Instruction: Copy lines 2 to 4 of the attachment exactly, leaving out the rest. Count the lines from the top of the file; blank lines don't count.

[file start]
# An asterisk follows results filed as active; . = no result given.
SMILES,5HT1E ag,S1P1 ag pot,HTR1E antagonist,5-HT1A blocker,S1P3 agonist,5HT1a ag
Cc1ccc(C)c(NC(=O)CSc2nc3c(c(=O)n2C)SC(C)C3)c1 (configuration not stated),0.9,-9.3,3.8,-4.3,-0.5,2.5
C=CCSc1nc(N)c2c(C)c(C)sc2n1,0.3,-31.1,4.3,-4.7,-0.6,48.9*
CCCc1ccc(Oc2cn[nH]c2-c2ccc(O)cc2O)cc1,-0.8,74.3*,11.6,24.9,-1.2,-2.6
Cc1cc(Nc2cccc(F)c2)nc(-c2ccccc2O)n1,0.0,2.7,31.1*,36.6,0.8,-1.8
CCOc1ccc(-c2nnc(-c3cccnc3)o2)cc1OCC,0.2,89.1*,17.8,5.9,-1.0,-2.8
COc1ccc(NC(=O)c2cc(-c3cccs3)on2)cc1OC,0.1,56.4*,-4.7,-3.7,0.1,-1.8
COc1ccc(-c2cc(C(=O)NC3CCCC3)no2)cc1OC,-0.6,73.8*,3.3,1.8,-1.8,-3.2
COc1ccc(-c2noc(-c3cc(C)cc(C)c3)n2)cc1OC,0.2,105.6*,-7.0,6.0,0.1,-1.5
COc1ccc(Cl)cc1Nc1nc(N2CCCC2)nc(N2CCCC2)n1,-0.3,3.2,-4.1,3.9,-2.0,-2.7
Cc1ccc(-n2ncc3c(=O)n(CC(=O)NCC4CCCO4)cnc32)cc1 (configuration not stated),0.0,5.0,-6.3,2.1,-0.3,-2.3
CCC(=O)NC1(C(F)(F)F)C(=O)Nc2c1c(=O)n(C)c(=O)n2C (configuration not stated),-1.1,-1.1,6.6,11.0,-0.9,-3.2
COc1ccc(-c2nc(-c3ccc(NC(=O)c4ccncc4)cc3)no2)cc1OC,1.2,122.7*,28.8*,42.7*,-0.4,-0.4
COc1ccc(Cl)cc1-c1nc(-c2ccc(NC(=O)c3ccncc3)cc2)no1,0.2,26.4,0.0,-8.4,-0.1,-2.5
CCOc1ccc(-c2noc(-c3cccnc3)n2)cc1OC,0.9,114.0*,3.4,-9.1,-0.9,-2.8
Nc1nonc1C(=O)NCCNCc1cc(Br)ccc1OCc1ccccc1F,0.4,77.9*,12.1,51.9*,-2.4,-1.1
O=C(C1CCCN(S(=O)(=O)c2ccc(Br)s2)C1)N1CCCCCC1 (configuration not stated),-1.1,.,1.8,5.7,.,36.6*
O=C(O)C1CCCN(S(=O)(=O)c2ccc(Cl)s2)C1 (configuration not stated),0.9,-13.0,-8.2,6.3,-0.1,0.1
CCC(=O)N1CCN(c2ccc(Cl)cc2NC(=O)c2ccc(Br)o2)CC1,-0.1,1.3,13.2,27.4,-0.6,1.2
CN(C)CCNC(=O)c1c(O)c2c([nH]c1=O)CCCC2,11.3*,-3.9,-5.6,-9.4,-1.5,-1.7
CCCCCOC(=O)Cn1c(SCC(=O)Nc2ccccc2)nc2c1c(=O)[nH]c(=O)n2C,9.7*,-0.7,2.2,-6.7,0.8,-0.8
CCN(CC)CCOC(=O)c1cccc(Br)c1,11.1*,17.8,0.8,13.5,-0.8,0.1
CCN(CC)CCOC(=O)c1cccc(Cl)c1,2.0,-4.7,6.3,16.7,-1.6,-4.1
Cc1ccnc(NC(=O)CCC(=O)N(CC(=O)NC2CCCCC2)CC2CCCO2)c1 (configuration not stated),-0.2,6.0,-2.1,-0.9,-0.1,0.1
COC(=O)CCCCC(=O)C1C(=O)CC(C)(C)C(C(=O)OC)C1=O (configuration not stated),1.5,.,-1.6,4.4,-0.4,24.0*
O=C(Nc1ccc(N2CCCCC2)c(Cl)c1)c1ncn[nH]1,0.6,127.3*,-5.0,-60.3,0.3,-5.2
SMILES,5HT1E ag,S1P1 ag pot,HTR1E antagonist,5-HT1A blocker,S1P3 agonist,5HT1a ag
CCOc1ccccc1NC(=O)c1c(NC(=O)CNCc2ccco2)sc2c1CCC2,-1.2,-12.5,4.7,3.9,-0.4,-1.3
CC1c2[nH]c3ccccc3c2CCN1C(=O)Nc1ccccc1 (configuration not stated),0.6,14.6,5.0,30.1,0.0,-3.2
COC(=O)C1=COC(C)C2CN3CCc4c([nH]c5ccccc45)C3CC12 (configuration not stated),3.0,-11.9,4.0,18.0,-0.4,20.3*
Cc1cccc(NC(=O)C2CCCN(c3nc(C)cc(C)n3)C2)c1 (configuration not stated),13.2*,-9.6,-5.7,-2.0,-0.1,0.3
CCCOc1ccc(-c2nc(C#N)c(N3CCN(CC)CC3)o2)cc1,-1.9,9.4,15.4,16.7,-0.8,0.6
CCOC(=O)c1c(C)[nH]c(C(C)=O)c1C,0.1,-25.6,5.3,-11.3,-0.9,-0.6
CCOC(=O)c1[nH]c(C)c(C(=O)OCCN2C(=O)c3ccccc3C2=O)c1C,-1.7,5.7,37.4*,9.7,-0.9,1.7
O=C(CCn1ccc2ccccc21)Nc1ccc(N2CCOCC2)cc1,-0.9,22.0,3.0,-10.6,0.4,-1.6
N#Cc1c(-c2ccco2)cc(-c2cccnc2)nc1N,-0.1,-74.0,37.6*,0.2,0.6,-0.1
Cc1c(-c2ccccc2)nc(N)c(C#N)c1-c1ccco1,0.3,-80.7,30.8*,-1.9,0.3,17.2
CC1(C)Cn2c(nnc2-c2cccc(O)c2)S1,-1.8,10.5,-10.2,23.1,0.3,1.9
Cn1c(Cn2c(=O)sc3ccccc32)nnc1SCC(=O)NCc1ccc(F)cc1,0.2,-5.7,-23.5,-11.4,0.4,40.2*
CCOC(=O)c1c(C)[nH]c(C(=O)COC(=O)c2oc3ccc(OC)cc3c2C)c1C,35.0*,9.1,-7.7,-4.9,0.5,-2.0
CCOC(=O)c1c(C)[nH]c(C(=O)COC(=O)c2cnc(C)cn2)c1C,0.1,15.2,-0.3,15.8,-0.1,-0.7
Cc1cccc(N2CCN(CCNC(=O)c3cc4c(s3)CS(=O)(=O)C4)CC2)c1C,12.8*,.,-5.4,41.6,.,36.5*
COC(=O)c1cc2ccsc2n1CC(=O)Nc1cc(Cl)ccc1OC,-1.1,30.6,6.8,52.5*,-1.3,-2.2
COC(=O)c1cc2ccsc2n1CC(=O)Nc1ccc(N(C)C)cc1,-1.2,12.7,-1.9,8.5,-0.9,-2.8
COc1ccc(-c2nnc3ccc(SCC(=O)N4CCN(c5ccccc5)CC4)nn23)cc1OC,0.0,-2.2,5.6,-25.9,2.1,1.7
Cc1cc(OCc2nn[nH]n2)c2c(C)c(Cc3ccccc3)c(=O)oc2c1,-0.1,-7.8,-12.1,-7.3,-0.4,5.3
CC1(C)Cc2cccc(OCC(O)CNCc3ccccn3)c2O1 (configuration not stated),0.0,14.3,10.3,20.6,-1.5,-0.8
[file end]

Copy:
SMILES,5HT1E ag,S1P1 ag pot,HTR1E antagonist,5-HT1A blocker,S1P3 agonist,5HT1a ag
Cc1ccc(C)c(NC(=O)CSc2nc3c(c(=O)n2C)SC(C)C3)c1 (configuration not stated),0.9,-9.3,3.8,-4.3,-0.5,2.5
C=CCSc1nc(N)c2c(C)c(C)sc2n1,0.3,-31.1,4.3,-4.7,-0.6,48.9*